BGA repair of the critical step assembly problem
Set up temperature curve
Clean the mounting position
Most manufacturers agree that spherical array (BGA) devices have undeniable advantages. But some problems with this technique are still to be discussed further, rather than implemented immediately, because it is difficult to trim the weld ends. The interconnection integrity of BGA can only be tested by X-ray or electrical test circuit methods, but both methods are expensive and time consuming. Designers need to understand the performance characteristics of BGA, much like earlier SMDS. The PCB designer must know how to modify the design accordingly when the manufacturing process changes. For manufacturers, there is the challenge of dealing with different types of BGA packages and changes in the final process. In order to increase yield, the assembler must consider establishing a new set of standards for handling BGA devices. In the end, perhaps the key to a more cost-effective assembly lies with the BGA returner.
The two most common types of BGA packages are plastic BGA(PBGA) and ceramic BGA(CBGA). The PBGA has fusible solder balls, usually 0.762mm in diameter, which collapse into a 0.406mm high solder joint between the package and the PCB during reflow soldering (usually 215℃). CBGA is the use of a non-fusion ball (in fact, its melting point is much higher than the temperature of reflow soldering) on components and printed boards. The diameter of the ball is 0.889mm and the height remains the same.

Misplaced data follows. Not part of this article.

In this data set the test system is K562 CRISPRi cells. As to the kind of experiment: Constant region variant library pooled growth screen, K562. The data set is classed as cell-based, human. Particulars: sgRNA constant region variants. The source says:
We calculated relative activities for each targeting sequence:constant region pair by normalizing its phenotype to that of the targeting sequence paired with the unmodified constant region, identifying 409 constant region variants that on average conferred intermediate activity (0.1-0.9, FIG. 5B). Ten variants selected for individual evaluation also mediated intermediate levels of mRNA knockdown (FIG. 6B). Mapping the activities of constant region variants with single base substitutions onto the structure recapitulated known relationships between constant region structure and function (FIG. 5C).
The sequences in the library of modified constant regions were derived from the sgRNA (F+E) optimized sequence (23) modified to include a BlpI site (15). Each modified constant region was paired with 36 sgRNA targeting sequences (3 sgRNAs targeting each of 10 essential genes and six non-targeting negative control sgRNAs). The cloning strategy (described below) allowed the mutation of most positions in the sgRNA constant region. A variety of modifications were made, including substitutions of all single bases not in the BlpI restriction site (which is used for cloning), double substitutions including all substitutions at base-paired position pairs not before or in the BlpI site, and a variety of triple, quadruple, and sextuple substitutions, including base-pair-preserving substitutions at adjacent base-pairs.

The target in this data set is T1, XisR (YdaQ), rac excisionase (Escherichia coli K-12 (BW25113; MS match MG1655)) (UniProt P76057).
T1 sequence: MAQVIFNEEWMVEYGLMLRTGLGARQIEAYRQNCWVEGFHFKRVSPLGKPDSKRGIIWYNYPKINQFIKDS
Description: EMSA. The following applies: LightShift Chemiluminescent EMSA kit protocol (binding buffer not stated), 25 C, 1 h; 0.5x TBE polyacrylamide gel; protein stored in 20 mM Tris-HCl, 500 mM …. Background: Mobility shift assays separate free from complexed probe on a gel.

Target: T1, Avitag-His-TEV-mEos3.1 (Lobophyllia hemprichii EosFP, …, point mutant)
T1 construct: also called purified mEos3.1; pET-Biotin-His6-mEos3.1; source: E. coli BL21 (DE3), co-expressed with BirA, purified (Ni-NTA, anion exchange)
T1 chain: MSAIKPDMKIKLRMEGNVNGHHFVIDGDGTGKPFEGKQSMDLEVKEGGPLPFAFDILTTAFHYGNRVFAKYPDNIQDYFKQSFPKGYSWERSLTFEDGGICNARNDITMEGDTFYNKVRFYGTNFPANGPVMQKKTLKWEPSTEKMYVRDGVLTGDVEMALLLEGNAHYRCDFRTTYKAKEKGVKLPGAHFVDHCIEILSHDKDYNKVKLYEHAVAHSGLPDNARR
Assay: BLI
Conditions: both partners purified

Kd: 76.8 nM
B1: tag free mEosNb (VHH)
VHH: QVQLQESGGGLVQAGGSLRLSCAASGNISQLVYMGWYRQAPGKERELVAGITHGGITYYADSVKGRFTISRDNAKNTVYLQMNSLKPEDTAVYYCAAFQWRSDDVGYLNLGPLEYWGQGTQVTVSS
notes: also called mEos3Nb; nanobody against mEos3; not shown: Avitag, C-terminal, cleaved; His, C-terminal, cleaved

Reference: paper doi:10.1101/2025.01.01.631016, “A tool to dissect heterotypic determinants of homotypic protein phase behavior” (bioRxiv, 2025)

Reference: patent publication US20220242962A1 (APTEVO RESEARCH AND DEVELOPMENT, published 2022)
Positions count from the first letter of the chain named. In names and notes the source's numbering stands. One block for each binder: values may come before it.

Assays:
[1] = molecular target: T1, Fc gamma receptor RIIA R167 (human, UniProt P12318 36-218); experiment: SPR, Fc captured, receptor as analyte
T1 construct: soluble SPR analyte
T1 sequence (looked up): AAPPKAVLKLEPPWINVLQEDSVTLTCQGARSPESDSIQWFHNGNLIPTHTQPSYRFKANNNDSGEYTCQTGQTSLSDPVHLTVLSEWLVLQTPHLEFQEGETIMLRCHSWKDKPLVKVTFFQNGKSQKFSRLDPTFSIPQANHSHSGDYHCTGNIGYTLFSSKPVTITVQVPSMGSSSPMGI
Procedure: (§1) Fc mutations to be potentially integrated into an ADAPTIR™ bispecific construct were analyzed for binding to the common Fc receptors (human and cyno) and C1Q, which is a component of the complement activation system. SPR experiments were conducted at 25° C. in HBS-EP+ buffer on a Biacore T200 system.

The third type of BGA package is the on-board ball grid array package (TBGA), which is increasingly used in high-performance components that require lighter, thinner devices. TBGA can have more than 700 I/O leads on the polyimide carrier. TBGA can be processed using standard screen printing solder paste and traditional infrared reflow soldering. The great advantage of BGA assembly is that, if the assembly method is correct, the pass rate is higher than that of traditional devices. This is because it has no leads, simplifying the handling of the component and therefore reducing the possibility of damage to the device: with tin-absorbing webbing, residual solder paste can be safely and effectively removed. The BGA reflow process is the same as the SMD reflow process, but BGA reflow requires precise temperature control and the establishment of an ideal temperature curve for each component. In addition, most BGA devices are able to align themselves on the pad during reflow soldering. Therefore, from a practical point of view, the BGA can be assembled with the same equipment used to assemble SMDS. However, since the solder joints of the BGA are not visible, the application of the solder paste must be carefully observed. The accuracy of solder paste coating, especially for CBGA, will directly affect the assembly pass rate. SMD devices are generally allowed to be assembled with a low pass rate because they are quickly and cheaply repaired, whereas BGA devices do not have the same advantage. To improve initial acceptance, many high-volume BGA assemblers have purchased testing systems and sophisticated repair equipment. Testing paste coating and component mounting before reflow is more cost-effective than testing after reflow, which is difficult and requires expensive equipment. Choose solder paste carefully, as the composition of solder paste is not always ideal for BGA assembly, especially for PBGA assembly. Suppliers must be assured that their solder paste will not form solder joint holes. Similarly, if water-soluble solder paste is used, care should be taken to select the type of package. Since PBGA is sensitive to moisture, pretreatment is required prior to assembly. It is recommended that all packages be fully assembled and reflow welded within 24 hours. If the device leaves the antistatic bag for a long time, the device will be damaged. CBGA is not sensitive to moisture, but care is still needed. The basic steps for repairing a BGA are the same as those for repairing a traditional SMD
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